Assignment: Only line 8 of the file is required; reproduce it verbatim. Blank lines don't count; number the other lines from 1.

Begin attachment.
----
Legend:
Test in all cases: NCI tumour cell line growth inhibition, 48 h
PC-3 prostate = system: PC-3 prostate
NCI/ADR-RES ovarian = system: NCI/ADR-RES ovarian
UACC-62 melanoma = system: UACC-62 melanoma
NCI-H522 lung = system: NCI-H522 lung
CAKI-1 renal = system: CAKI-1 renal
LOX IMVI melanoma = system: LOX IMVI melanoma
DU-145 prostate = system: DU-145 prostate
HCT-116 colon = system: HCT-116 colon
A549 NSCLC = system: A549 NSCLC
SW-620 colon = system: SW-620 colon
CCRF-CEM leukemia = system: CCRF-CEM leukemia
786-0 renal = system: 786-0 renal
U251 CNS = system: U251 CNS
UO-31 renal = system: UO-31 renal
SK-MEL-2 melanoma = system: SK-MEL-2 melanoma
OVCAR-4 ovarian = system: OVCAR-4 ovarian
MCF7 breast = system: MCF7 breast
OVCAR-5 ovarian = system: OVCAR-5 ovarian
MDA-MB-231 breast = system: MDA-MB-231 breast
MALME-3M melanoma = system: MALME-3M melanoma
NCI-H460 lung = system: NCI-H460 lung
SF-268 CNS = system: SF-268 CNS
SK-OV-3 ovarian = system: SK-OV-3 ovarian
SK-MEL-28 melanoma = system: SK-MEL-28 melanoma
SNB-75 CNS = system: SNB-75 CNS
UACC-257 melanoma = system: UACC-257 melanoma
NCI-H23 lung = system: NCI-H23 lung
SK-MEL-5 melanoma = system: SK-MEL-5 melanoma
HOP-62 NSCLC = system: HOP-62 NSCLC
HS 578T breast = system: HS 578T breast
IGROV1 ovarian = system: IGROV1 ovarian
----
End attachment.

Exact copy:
LOX IMVI melanoma = system: LOX IMVI melanoma